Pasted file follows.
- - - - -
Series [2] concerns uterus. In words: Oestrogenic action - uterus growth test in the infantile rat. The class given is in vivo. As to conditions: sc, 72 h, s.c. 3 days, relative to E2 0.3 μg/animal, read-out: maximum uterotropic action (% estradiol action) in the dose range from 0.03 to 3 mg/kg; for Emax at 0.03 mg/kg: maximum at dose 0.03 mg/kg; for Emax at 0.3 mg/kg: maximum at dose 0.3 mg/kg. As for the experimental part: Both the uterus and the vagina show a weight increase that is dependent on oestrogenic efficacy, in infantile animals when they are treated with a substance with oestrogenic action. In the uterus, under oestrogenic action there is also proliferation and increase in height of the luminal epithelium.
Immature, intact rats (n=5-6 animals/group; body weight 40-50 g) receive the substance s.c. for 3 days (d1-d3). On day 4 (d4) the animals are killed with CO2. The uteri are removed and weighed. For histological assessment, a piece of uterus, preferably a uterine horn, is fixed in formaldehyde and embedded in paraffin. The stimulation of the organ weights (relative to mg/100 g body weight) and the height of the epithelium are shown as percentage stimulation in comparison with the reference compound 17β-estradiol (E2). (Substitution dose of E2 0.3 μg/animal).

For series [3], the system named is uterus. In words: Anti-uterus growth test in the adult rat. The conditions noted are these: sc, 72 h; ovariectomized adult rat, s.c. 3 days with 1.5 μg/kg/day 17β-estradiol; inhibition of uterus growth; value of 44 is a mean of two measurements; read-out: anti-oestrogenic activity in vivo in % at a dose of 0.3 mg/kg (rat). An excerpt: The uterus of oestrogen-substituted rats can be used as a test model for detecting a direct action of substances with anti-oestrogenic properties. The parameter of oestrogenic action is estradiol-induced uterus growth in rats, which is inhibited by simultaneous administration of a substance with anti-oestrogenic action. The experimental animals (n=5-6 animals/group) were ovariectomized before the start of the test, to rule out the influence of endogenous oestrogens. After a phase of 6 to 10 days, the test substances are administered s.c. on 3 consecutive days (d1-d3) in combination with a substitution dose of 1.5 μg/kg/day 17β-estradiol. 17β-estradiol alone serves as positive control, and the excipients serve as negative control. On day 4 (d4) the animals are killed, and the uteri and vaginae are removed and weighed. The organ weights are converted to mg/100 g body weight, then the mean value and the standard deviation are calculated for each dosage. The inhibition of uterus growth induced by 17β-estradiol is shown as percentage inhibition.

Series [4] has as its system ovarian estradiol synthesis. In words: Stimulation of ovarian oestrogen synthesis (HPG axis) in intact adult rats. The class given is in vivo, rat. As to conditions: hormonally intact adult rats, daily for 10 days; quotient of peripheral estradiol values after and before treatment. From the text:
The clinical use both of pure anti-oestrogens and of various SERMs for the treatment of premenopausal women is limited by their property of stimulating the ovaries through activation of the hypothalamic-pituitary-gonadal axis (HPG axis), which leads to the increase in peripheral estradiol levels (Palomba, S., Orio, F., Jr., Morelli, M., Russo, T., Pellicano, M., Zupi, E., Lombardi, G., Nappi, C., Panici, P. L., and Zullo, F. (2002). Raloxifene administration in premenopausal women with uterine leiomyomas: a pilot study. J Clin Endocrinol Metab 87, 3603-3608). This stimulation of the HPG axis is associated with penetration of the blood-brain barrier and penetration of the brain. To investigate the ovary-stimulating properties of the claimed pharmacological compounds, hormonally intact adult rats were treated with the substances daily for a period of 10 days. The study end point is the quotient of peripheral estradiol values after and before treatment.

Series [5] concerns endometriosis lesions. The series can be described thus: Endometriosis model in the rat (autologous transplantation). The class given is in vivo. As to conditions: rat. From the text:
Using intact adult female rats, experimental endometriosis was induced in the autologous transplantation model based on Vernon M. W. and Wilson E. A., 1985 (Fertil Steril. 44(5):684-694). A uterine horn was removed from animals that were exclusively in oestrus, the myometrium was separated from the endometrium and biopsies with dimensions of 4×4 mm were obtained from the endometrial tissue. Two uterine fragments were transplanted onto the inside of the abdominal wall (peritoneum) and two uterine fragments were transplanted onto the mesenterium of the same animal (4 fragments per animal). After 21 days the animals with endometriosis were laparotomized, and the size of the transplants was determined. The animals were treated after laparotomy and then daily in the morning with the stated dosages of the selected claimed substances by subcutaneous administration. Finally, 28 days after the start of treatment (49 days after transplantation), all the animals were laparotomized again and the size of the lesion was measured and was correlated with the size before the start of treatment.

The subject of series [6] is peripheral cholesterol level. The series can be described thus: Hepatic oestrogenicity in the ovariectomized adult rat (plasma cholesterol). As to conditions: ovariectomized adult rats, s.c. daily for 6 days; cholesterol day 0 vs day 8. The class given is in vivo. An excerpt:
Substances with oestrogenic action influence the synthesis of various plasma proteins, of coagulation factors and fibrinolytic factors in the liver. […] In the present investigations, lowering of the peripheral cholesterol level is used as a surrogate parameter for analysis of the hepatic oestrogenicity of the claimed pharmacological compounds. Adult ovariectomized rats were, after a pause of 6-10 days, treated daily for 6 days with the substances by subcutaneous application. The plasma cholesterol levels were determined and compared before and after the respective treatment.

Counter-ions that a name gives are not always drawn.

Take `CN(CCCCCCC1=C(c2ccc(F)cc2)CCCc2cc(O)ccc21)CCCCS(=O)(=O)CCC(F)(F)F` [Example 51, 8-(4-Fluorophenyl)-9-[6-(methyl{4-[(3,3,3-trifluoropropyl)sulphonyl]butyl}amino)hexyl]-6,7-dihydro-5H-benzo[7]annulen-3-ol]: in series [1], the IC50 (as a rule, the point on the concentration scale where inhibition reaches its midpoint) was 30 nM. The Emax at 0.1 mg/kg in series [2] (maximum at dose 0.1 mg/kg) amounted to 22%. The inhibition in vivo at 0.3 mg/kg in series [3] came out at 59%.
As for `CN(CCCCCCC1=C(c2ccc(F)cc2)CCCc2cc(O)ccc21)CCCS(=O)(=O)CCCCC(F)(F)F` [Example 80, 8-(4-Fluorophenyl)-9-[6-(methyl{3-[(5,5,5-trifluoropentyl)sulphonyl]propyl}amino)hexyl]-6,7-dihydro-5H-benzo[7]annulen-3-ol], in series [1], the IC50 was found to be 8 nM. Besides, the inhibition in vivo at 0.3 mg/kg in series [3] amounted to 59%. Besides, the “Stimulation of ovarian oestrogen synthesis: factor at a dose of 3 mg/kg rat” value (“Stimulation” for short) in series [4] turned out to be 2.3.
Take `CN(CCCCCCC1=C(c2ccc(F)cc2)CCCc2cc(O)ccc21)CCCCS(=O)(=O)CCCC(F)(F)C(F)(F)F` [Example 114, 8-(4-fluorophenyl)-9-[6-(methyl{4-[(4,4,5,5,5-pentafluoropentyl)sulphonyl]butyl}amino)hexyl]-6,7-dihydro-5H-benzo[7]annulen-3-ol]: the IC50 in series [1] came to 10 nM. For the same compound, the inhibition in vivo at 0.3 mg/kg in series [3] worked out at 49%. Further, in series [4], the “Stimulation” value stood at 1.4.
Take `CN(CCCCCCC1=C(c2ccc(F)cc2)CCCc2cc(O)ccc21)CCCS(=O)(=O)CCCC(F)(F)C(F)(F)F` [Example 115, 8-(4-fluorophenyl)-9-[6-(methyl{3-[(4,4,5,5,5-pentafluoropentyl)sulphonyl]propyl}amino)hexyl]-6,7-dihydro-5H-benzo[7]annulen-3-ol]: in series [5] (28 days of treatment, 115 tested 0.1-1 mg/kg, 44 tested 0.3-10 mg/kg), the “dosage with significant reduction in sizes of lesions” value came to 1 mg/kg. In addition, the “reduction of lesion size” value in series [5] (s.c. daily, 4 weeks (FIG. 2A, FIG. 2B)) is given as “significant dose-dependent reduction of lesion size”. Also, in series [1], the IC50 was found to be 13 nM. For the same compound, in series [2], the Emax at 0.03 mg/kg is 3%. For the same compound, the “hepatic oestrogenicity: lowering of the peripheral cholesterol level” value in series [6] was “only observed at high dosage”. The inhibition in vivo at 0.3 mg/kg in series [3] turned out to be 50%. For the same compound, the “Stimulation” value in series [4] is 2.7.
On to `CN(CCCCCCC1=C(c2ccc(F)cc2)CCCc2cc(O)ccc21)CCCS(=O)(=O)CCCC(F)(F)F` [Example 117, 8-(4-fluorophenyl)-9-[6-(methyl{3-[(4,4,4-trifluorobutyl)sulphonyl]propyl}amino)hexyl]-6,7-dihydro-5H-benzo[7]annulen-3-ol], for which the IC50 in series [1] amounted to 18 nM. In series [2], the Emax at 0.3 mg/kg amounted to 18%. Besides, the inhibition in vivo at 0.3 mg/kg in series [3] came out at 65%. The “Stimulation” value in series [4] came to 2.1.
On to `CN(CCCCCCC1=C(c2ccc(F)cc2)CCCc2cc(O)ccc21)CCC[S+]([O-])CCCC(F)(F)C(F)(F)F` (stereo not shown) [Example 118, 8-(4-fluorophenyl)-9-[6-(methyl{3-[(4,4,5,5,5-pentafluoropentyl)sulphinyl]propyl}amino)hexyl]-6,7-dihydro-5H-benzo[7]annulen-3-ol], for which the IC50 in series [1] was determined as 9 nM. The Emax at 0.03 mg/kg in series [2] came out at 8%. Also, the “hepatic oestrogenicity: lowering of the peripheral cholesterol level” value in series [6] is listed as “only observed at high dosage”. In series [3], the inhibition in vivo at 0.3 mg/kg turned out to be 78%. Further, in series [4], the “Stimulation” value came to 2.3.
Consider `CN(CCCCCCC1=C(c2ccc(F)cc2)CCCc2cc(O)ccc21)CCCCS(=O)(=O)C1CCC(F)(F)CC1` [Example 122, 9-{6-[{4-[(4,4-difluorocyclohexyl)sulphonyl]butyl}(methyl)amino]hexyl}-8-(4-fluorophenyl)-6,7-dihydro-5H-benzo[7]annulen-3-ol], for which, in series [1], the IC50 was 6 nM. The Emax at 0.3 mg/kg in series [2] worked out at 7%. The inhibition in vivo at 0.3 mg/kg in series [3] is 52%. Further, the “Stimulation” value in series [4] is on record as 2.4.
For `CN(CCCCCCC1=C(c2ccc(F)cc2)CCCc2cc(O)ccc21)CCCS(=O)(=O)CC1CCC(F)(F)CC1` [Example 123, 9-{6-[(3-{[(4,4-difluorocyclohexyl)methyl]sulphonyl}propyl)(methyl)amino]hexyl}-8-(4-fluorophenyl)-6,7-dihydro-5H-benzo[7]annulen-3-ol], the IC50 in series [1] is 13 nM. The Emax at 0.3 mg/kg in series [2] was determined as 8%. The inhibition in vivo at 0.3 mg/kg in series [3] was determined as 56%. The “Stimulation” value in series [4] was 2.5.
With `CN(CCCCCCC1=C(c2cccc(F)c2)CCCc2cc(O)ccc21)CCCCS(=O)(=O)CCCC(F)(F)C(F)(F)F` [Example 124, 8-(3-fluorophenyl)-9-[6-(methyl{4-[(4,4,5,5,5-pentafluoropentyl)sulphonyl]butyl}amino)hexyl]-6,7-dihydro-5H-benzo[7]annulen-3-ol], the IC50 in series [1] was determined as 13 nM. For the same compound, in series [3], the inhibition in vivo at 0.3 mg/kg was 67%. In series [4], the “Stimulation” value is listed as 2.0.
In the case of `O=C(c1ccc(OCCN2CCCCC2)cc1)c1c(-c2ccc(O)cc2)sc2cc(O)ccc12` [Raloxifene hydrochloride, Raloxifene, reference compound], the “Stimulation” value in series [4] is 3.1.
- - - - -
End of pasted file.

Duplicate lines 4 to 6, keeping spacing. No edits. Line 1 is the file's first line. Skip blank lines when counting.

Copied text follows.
Series [4] has as its system ovarian estradiol synthesis. In words: Stimulation of ovarian oestrogen synthesis (HPG axis) in intact adult rats. The class given is in vivo, rat. As to conditions: hormonally intact adult rats, daily for 10 days; quotient of peripheral estradiol values after and before treatment. From the text:
The clinical use both of pure anti-oestrogens and of various SERMs for the treatment of premenopausal women is limited by their property of stimulating the ovaries through activation of the hypothalamic-pituitary-gonadal axis (HPG axis), which leads to the increase in peripheral estradiol levels (Palomba, S., Orio, F., Jr., Morelli, M., Russo, T., Pellicano, M., Zupi, E., Lombardi, G., Nappi, C., Panici, P. L., and Zullo, F. (2002). Raloxifene administration in premenopausal women with uterine leiomyomas: a pilot study. J Clin Endocrinol Metab 87, 3603-3608). This stimulation of the HPG axis is associated with penetration of the blood-brain barrier and penetration of the brain. To investigate the ovary-stimulating properties of the claimed pharmacological compounds, hormonally intact adult rats were treated with the substances daily for a period of 10 days. The study end point is the quotient of peripheral estradiol values after and before treatment.

Series [5] concerns endometriosis lesions. The series can be described thus: Endometriosis model in the rat (autologous transplantation). The class given is in vivo. As to conditions: rat. From the text: